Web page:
Certainly your point about keeping design teams busy is a valid one, but the same point as applies to the Gripen applies even more so to the F-16. The original F-16 only took a few years to go from concept to production back in the 1970s. There is nothing to say that a clean slate design couldn't do the same thing today, assuming they were willing to avoid bureaucracy and keep the program to the bare essentials.

    With modern composites, design tools, etc, beating the F-16 or Gripen's price/performance balance shouldn't be hard.

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    Quote Originally Posted by hopsalot View Post
    Certainly your point about keeping design teams busy is a valid one, but the same point as applies to the Gripen applies even more so to the F-16. The original F-16 only took a few years to go from concept to production back in the 1970s. There is nothing to say that a clean slate design couldn't do the same thing today, assuming they were willing to avoid bureaucracy and keep the program to the bare essentials.

    With modern composites, design tools, etc, beating the F-16 or Gripen's price/performance balance shouldn't be hard.
    I agree some new computer thinking and 70% more stealth to F-16 would upgrade it par with 5th gen fighters. Doesn't SAAB/Gripen already have plans for more stealthy Gripen ?
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    It's already a lot more stealthy than F-16, but yes, SAAB does have proposals. There are no customers for them at the moment though.
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    With Northrop going clean slate it makes me hold out hope that the Freedom Fighter / Tiger II will be reborn into a MAKO like package with multiple wing configurations possible. Choice between canard, conventional, and hybrid-canard FSW. Or perhaps something like a miniature X-31 demonstrator.
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    Last edited by MadRat; 8th February 2015 at 07:52.
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    Old radar types never die; they just phased array

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    With New T-X Design, Northrop Shows Its Hand


    Vice's comments read like a roadmap on how Northrop and its partners plan to develop a brand new aircraft for the T-X competition, which will replace the Air Force's fleet of aged T-38 trainer aircraft.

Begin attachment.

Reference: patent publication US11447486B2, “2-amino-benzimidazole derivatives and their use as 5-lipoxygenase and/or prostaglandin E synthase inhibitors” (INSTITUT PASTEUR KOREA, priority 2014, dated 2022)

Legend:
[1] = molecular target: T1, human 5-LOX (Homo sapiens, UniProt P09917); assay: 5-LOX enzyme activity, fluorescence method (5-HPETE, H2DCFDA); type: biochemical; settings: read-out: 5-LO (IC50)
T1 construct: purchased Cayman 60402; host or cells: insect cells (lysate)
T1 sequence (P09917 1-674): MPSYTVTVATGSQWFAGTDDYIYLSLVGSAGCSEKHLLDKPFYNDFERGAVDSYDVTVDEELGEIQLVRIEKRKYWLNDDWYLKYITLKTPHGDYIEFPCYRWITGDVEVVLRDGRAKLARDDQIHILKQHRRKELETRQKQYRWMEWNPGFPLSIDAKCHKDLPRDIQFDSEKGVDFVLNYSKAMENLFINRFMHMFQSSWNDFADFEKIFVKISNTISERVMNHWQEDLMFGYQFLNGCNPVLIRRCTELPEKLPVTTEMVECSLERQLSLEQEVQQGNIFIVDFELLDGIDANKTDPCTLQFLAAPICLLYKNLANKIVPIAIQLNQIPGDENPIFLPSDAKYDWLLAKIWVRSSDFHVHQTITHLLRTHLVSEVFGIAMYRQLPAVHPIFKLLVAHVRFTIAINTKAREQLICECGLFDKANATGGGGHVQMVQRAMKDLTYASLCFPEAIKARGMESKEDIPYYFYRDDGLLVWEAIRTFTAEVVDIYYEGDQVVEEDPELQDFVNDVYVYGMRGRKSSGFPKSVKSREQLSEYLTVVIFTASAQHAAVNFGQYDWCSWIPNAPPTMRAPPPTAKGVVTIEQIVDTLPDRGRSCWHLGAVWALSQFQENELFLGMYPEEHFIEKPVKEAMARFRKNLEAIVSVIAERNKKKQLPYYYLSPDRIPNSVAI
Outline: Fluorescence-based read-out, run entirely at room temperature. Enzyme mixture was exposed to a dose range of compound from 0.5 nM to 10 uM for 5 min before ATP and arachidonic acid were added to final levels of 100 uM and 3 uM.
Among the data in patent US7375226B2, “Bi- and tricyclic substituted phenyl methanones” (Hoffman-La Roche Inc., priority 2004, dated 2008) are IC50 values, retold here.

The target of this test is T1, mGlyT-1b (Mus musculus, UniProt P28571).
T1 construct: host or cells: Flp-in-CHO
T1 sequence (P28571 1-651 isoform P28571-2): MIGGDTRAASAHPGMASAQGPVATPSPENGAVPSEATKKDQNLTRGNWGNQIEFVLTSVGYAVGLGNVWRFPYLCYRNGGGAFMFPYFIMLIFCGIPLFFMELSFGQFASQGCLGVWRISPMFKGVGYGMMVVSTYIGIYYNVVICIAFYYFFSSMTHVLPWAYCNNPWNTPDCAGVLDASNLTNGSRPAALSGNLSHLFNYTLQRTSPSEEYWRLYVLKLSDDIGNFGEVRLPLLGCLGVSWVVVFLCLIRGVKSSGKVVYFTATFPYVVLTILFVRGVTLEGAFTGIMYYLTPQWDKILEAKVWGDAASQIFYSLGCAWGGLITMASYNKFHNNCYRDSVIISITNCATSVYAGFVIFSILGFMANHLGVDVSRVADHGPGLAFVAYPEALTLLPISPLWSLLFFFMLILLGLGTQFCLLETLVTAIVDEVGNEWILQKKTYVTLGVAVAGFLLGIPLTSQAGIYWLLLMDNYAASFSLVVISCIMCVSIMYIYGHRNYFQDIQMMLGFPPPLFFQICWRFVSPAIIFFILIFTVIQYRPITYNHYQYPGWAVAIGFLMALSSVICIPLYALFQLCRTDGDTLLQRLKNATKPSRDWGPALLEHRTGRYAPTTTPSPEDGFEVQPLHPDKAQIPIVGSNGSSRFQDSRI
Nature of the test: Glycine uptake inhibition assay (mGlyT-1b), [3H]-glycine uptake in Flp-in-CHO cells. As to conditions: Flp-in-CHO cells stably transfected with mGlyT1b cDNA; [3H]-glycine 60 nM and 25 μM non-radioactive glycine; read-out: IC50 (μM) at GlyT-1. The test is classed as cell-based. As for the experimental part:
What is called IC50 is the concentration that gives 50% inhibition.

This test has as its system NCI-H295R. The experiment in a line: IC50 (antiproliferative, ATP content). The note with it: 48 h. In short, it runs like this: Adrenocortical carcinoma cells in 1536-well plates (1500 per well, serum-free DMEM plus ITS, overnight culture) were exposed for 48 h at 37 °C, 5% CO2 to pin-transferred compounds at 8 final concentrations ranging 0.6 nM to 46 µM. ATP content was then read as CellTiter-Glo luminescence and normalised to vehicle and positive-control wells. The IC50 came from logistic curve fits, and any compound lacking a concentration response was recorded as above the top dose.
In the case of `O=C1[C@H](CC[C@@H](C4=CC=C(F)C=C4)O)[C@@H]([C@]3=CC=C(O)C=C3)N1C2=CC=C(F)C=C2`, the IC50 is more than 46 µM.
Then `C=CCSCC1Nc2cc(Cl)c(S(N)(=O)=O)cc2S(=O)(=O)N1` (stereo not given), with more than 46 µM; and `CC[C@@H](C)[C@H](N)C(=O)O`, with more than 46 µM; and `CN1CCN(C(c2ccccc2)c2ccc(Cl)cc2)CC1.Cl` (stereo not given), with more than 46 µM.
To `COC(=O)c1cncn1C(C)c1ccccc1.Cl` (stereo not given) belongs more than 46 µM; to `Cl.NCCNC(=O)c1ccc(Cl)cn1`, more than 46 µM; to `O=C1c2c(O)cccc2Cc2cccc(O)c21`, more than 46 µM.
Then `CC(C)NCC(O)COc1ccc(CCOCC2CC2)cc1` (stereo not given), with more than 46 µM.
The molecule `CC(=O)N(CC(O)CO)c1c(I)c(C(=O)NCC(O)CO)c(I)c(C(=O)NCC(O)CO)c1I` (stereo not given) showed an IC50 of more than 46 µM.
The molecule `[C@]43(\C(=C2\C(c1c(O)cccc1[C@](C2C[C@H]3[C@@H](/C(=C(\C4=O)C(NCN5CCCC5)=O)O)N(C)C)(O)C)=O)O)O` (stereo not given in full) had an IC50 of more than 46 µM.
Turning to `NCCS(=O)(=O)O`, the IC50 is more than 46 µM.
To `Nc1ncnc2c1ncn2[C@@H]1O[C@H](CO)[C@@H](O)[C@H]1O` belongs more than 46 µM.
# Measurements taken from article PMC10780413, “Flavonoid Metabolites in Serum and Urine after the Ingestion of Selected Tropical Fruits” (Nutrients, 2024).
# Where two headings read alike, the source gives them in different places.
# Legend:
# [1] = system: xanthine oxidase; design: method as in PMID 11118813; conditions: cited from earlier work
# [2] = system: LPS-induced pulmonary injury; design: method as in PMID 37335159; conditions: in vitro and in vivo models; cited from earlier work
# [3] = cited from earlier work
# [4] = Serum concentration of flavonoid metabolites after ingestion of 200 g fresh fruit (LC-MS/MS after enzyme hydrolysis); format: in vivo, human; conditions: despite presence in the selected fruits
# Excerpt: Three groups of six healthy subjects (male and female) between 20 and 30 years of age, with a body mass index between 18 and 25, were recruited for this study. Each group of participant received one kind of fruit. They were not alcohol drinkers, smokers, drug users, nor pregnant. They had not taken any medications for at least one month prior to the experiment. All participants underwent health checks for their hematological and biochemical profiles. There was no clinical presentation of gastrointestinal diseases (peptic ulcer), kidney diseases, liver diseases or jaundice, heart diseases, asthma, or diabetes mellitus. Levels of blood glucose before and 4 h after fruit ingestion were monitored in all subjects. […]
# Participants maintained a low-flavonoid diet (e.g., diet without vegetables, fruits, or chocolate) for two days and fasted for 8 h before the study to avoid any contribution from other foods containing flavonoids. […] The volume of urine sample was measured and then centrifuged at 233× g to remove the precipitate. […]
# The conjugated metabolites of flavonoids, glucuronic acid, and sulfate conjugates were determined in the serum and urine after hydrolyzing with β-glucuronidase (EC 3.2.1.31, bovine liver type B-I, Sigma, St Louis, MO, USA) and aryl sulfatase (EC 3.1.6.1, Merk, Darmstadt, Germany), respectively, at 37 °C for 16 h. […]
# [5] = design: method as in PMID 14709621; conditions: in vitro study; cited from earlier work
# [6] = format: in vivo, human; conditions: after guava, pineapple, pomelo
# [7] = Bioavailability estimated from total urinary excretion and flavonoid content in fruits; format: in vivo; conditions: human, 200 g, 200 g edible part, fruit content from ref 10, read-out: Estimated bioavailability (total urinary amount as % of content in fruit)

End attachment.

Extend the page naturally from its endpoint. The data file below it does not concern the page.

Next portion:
It starts with Scaled Composites, which is working with Northrop engineers to design the prototype plane at its Mojave, California, facilities.

    Marc Lindsley, Northrop's T-X program head, said Scaled is bringing its rapid prototyping capabilities to bear on the jet design, which is already in the assembly stage, with a first flight expected sometime this year.

    The idea to do a new clean-sheet design was hatched almost two years ago, Lindsley said, but the final decision happened in the past few months. Until then, Northrop had been working with BAE and L-3 to push the former's Hawk training system as the solution for the Air Force. That changed when the service began firming up requirements.

    "[After] the open dialogue with industry, the understanding of what the requirements and capabilities are, and what the costs are of those requirements, we have an opportunity with this clean-sheet design to give them exactly what they want, and that's what we want to do," Lindsley said.

    "You're also designing the aircraft with modern manufacturing capabilities and growth potential, because let's keep in mind that were proposing an aircraft that's replacing one that's been flying for 50 years," Lindsley added, noting that baking in the ability to easily upgrade and modify the design will be important if this T-X design is to last for several decades.

    The T-X program intends to replace the Air Force's fleet of T-38 training aircraft with a more highly advanced jet capable of training pilots for use in fifth-generation fighters such as the F-22 and F-35. The service plans to issue a request for proposals on the program in the fourth quarter of fiscal 2016, with a projected contract award in the fall of 2017.

    While Northrop is the prime, the company is hoping to keep the Hawk team together to help provide the family-of-systems approach desired by the Air Force.

    The company is in discussion with BAE about including the British company's core training system, which simulates radar threats and other training requirements and would form the core of the new jet's internal systems. BAE would also assist on production and design. L-3, meanwhile, will continue in its role as the provider of ground-training systems such as simulators and classroom activities.

    While BAE may be a partner on the program, the design likely means production on the Hawk will be coming to an end, Aboulafia noted.

    A BAE spokesman confirmed the company is in discussions with Northrop about the use of its advanced jet training system, which he called "a key part of the new aircraft solution which is being designed to meet the USAF's very specific requirements."

    As to the new T-X design, it's a risk. But at this point, Callan said, Northrop needs to take risks to survive.

    "It's an imperative, if they are going to stay in the business, that they lean forward, takerisks, hire the best they can, break molds and go back to what they were," Callan said. "If not, then let someone else run the business, or sell these things off."
    http://www.defensenews.com/story/def...sign/22947925/
    Old radar types never die; they just phased array